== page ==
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Post re: US: on Bush's Legacy (Bienvenido Macario, Philippines/US)
Created by John Eipper on 01/08/09 2:49 PM - re-us-on-bushs-legacy-bienvenido-macario-philippinesus

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re: US: on Bush's Legacy (Bienvenido Macario, Philippines/US) (John Eipper, USA, 01/08/09 2:49 pm)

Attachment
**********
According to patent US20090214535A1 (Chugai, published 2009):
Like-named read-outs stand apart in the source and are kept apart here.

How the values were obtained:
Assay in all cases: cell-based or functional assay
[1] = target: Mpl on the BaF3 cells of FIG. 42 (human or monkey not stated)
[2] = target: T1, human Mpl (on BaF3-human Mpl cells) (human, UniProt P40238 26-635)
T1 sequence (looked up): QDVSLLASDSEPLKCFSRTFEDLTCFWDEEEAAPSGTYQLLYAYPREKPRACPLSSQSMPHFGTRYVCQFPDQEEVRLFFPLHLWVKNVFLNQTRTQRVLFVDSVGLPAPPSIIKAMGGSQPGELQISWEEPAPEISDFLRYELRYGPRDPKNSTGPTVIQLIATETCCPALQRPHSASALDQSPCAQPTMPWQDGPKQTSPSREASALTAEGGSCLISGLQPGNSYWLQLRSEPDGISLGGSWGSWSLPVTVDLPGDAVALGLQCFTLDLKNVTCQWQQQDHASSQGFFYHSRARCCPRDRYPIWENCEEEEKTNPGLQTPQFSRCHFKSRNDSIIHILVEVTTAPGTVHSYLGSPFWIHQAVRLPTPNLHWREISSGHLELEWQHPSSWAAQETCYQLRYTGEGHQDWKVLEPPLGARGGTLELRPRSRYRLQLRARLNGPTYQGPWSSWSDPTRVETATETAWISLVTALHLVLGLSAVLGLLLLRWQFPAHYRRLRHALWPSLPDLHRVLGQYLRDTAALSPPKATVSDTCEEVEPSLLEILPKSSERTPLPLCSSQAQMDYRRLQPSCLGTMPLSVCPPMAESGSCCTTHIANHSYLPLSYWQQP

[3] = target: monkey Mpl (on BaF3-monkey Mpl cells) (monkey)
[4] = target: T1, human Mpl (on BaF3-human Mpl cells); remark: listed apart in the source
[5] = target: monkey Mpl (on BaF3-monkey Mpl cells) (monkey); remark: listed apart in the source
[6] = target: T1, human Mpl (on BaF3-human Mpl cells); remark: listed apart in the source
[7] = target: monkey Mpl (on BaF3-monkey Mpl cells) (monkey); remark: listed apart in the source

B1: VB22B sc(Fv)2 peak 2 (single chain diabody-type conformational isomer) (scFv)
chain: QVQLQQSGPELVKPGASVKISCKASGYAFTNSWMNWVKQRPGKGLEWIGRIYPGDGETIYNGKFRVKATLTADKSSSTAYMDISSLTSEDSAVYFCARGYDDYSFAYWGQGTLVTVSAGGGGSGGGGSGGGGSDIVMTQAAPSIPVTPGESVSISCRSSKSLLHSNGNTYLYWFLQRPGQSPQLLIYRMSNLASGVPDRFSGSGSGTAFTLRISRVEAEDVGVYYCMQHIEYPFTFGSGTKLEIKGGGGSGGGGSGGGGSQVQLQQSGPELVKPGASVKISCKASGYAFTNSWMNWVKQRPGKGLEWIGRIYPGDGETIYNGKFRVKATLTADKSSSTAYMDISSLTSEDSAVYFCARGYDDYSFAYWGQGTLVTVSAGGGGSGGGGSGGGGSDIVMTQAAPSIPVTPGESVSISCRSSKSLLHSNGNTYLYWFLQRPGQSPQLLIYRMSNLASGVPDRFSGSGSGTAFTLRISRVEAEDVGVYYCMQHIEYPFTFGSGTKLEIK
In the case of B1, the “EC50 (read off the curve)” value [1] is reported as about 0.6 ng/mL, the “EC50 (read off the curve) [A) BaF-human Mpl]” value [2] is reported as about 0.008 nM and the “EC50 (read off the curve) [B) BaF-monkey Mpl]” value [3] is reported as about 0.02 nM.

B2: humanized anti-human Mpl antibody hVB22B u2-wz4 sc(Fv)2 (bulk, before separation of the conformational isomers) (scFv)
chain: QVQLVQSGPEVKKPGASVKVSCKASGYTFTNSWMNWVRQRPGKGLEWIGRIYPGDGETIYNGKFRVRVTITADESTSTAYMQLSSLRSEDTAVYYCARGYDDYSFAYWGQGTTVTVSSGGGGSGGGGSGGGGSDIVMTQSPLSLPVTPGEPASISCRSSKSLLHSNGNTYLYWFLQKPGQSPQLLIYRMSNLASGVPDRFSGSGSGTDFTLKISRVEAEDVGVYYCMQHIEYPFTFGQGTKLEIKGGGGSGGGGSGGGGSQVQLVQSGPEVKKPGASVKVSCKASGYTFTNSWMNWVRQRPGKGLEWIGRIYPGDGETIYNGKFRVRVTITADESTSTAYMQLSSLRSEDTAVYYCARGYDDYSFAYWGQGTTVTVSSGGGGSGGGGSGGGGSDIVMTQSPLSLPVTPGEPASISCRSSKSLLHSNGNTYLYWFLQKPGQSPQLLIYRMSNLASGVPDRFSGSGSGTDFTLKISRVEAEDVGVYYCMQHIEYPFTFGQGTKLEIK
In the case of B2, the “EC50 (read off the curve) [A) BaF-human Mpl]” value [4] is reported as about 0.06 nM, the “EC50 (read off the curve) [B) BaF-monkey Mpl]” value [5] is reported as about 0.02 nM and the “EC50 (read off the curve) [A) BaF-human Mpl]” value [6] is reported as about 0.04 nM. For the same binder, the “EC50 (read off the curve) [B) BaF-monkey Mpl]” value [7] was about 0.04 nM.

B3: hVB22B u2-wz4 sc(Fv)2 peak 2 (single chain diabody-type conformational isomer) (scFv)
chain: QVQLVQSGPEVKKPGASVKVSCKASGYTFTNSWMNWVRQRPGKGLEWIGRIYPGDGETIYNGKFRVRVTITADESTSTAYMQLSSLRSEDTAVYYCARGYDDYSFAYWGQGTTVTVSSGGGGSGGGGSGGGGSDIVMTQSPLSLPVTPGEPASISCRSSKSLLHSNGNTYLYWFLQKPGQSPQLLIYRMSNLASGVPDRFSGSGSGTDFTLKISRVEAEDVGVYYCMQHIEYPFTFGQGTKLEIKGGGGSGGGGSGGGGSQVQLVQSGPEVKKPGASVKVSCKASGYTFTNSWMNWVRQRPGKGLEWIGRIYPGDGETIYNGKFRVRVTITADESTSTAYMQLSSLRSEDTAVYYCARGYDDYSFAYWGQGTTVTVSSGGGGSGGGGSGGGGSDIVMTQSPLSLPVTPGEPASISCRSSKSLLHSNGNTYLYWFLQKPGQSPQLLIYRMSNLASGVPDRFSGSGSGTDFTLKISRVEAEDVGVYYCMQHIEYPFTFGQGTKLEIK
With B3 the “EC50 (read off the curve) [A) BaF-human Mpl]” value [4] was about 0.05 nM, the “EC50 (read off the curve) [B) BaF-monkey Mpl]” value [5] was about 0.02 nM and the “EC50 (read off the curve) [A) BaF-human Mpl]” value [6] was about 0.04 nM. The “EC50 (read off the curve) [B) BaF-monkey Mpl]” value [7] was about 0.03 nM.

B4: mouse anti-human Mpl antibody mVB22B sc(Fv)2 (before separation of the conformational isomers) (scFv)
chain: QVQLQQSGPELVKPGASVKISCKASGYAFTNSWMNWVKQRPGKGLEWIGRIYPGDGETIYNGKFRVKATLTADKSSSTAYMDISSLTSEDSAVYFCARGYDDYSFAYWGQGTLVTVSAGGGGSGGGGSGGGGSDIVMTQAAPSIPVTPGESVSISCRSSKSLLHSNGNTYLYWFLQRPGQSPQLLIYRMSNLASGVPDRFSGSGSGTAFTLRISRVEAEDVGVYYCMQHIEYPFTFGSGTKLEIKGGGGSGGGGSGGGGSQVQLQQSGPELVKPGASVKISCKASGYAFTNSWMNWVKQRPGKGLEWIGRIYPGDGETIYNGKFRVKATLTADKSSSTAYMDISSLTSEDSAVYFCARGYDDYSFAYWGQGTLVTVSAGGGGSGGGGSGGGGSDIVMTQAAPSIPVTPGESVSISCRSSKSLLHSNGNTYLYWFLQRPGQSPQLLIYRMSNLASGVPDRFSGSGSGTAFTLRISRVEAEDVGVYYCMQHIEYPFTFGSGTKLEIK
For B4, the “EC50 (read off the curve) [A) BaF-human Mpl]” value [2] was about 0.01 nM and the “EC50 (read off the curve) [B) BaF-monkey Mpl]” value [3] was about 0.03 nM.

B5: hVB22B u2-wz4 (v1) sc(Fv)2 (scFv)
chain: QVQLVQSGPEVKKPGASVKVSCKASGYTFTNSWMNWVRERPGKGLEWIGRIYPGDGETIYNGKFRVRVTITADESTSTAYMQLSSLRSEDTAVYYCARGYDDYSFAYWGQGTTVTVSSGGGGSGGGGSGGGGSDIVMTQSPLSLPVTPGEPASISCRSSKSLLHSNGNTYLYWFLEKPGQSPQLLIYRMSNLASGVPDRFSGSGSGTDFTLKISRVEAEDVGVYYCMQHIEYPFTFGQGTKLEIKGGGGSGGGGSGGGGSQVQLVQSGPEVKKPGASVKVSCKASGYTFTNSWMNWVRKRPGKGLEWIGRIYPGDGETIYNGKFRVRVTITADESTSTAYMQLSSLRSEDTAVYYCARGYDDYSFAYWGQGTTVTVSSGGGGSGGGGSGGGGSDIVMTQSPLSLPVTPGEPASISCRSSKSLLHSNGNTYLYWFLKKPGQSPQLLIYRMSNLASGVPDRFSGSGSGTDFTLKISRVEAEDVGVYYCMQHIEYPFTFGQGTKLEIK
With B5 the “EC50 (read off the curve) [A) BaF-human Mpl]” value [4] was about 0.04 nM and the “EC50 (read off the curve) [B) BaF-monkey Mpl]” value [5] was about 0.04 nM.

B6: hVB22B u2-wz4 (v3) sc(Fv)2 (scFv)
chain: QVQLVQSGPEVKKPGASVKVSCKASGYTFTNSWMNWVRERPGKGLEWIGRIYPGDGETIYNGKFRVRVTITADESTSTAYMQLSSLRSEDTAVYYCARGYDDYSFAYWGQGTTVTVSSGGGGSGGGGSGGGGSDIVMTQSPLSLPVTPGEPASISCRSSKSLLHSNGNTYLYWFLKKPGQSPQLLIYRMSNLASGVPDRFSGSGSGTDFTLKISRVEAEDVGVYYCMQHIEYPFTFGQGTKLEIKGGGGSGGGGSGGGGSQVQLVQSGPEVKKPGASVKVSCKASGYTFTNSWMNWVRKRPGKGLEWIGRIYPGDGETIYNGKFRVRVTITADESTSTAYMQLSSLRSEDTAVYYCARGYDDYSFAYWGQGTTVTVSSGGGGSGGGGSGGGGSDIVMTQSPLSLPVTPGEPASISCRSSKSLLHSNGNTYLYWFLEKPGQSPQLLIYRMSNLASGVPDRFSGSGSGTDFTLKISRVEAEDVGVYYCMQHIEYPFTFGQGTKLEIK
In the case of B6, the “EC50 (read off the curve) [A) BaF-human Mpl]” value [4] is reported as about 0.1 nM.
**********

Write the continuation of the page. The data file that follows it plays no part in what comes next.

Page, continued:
Cameron Sawyer wrote on 7 January: Let's hope Obama does a better job. Bienvenido Macario, just returned to the US from Manila, responds: Focusing on Cameron Sawyer's last sentence, I think it is premature to determine Bush's legacy or determine the extent of the damage his administration has inflicted on America's reputation, especially in the Middle East because we don't know yet how good a job Obama will do. However remote, there is always the possibility Obama will perform so bad and make Bush's administration seem a lot better. On the current economic crisis, Cameron Sawyer does not put the blame on Bush, but how many out there think like him? He also mentioned the Clinton administration, Wall Street, AIG, Fannie and Freddie as having a major role in the present crisis. These players are still around, not to mention the US Congress that pushed for the lifting of the portfolio limits of both Fannie and Freddie which triggered the stock market decline around Oct. 15, 2007. Then there is the SEC, which has been under fire since the Madoff scandal. How does Obama plan to deal with Madoff-type irregularities? Hopefully Obama, being a Democrat, won't be set up by a Democratic-controlled US Congress like Bush was. Again how many people understand the limitations of the US president and the power of the legislative and judicial branches of the government over the president? How many Americans would care to compare a presidential form of government we have against the collapsible parliamentary form of government, where a vote of no-confidence on the prime minister is enough to call for the election of a new chief executive? That America has not recently been attacked by terrorists from within and without as of this writing, is one credit no one could take away from Bush. Not to compare Bush with other past US presidents, I would nonetheless imagine Pres. Lincoln was not popular in the country during his time and immediately after his death. JE comments: Although the first three years of his presidency were a PR disaster, Lincoln was extremely popular in the (Northern) US after his re-election in November 1864--and especially during the first months of 1865 prior to his death. Nothing seals US presidential popularity, however, like martyrdom. -- For information about the World Association of International Studies (WAIS), and its online publication, the World Affairs Report, read its homepage by simply double-clicking on: http://wais.stanford.edu/ John Eipper, Editor-in-Chief, Adrian College, MI 49221 USA

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